```

This returns:

```     country  continent   year  lifeExp    pop  gdpPercap
0       False      False  False    False  False      False
1        True       True   True     True   True       True
2        True       True   True     True   True       True
3        True       True   True     True   True       True
4        True       True   True     True   True       True
...       ...        ...    ...      ...    ...        ...
1699    False      False  False    False  False      False
1700    False      False  False    False  False      False
1701    False      False  False    False  False      False
1702    False      False  False    False  False      False
1703    False      False  False    False  False      False

[1704 rows x 6 columns]
True
```

The first statement returns a boolean matrix indicating which rows and columns have NAs. The any command can be used to check if null values exist anywhere in the data frame.

## Operations on data frames

This section shows how to apply simple and lambda (anonymous) functions on a data frame.

### Simple operations

I want to get the mean of all the values in the GapMinder dataset. Then this would simply be achieved underneath:

```df = df_orig.copy()
print(df.mean())
```

Giving the mean of all the observations:

```year         1.979500e+03
lifeExp      5.947444e+01
pop          2.960121e+07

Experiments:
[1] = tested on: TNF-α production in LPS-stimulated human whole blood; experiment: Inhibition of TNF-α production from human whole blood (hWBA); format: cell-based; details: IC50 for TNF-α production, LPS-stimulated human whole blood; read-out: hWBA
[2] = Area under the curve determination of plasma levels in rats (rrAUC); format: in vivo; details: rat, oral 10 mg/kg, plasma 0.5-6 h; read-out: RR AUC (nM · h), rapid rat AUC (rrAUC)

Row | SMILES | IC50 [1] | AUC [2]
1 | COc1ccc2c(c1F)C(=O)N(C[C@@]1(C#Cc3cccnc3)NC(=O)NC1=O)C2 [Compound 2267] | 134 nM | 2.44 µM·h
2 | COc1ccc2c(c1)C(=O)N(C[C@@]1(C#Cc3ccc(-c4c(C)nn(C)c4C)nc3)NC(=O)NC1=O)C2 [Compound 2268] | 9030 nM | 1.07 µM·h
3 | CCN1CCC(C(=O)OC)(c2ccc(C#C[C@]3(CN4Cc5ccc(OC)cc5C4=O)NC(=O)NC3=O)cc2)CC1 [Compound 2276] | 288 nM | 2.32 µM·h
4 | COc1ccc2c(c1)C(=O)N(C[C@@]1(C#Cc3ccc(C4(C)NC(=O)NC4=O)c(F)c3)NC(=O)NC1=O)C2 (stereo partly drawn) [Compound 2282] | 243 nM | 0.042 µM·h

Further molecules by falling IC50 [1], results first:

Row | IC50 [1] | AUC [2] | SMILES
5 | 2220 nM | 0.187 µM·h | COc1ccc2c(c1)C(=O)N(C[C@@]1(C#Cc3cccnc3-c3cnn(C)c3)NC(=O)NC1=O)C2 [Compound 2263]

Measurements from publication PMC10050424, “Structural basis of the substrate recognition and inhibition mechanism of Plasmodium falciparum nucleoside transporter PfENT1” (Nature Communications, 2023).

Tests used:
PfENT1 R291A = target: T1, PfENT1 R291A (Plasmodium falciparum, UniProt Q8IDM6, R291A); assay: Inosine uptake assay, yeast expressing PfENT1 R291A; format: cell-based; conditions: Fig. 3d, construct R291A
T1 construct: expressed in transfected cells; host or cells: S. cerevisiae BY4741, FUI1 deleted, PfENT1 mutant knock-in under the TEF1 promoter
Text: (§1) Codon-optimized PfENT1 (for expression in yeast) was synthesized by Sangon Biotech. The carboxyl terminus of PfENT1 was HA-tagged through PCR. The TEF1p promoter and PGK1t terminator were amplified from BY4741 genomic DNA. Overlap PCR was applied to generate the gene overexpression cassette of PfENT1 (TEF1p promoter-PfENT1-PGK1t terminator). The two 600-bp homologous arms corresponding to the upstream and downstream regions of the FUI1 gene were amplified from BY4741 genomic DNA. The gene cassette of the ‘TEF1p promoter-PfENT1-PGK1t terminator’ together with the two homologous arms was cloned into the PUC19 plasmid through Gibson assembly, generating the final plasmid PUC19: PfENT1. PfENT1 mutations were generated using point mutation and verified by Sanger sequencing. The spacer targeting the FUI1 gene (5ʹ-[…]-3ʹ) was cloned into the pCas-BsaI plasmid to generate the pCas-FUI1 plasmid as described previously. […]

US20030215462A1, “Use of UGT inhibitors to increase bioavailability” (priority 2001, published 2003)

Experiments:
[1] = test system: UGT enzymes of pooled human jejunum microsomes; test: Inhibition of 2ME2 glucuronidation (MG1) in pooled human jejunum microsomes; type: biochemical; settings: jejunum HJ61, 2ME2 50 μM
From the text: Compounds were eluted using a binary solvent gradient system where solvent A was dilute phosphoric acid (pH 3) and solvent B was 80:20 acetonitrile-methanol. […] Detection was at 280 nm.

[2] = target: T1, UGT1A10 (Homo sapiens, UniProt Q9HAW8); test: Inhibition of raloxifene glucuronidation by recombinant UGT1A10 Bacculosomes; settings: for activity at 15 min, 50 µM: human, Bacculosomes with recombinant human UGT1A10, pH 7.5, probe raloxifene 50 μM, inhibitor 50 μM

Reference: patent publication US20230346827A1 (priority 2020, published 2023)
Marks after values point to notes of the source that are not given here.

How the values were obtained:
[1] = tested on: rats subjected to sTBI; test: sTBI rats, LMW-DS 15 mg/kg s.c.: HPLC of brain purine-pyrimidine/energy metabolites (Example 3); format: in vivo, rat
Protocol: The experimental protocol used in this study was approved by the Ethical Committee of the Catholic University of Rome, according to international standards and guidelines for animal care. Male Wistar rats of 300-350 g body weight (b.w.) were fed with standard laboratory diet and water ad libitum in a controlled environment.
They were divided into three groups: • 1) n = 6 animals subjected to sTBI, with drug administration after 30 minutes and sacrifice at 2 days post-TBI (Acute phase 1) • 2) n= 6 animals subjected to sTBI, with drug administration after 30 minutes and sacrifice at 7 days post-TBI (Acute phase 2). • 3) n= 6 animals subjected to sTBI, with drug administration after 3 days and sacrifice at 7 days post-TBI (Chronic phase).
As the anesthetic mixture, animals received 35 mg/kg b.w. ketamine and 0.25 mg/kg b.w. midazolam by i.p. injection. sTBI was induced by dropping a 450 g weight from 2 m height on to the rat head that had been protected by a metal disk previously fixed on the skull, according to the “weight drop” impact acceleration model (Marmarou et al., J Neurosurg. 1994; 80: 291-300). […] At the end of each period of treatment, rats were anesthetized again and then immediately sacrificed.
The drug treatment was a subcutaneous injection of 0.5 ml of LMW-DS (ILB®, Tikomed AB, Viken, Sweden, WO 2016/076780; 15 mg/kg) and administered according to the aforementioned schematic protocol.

gdpPercap    7.215327e+03
dtype: float64
```

To make this a row wise mean – you would need to specify the axis to be used:

```print(df.mean(1))
```

This gives the operation across the numerical values on the row axis, instead of the whole dataset:

```0       2.107023e+06
1       2.310936e+06
2       2.567483e+06
3       2.885201e+06
4       3.270552e+06
...
1699    2.304793e+06
1700    2.676771e+06
1701    2.851946e+06
1702    2.982319e+06
1703    3.078416e+06
Length: 1704, dtype: float64
```

### Applying functions on data frame

Say I want a cumulative sum of the population and GDP per capita. This can be implemented by:

```df_sub = df.loc[:,['pop']]
df_sub_copy = df_sub
print(df_sub.apply(np.cumsum))
```

Obviously you would want to group this by the country, but we come to that later when we look more into aggregation functions:

```              pop
0         8425333
1        17666267
2        27933350
3        39471316
4        52550776
...           ...
1699  50394118807
1700  50404823147
1701  50416228095
1702  50428154658
1703  50440465801
```

### Applying anonymous function using Lambda expression

Anonymous functions are functions, but they only exist in the scope that they are called. Meaning they do not stay in memory and are anonymous to any other object in Python.

The function can be implemented to get the interquartile range of the population:

```#Lambda functions
print(df_sub_copy.apply(lambda x: x.max() - x.min()))
```

This prints out the IQR of the population:

```pop    1318623085
dtype: int64
```

### Histogramming in Python

We will create a separate Pandas series object and use the value_counts() function to undertake and emulate a histogramming function:

```s = pd.Series(np.random.randint(0, 7, size=10))
print(s)
print(s.value_counts())
```

This functions creates a series of random numbers from the numpy randon package and these values will be between 0 and 7 and are sized as 10 observations.

The value counts function then counts the frequency:

```0    6
1    3
2    3
3    4
4    6
5    0
6    5
7    1
8    4
9    5
dtype: int32
6    2
5    2
4    2
3    2
1    1
0    1
dtype: int64
```

There is much more that can be done with operations on data frames. This just scratches the surface.

In the next tutorial we will look at how we can merge and join data frames.